Feasts of STS Simon and Jude!
Saint Simon, not St. Simon Peter, was a zealot before meeting Christ. The zealots were Jews who had great zeal for honoring God and maintaining purity of religion, but in their zeal they would assassinate nobles, filling the temple with bloodshed and profanities. After meeting Christ and converting, St. Simon became zealous for Christ, in a good way. After Pentecost he went out and preached in Egypt.
Saint Jude Thaddaeus (Judas, not the Iscariot), the brother of the apostle St. James the Lesser, was a cousin of the Lord, nephew to the Blessed Virgin Mary. This can be drawn from the passage in Scripture from Matthew 13:55, “Is he not the carpenter’s son? Is not his mother named Mary and his brothers James, Joseph, Simon, and Judas?” The word “brothers” in Greek is adelphoi, which also means “cousin” or “relative” because there is no word for cousin in Hebrew. After receiving the Holy Spirit, he went to preach in Mesopotamia.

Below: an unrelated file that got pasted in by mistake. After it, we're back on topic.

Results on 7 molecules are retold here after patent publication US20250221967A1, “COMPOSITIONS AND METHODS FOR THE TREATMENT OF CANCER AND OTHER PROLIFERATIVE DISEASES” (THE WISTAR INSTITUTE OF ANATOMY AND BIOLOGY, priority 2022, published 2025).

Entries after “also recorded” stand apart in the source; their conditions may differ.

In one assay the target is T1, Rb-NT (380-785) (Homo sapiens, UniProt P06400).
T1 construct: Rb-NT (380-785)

Saint Jude wrote an epistle, found in the New Testament. He wrote not to a particular person or audience, but rather to Christians as a whole, exhorting them to, “contend for the faith that was once for all handed down to the holy ones.” He warns against false teachings and encourages Christians to keep the faith pure.
Excerpts from the Divine Mercy Message.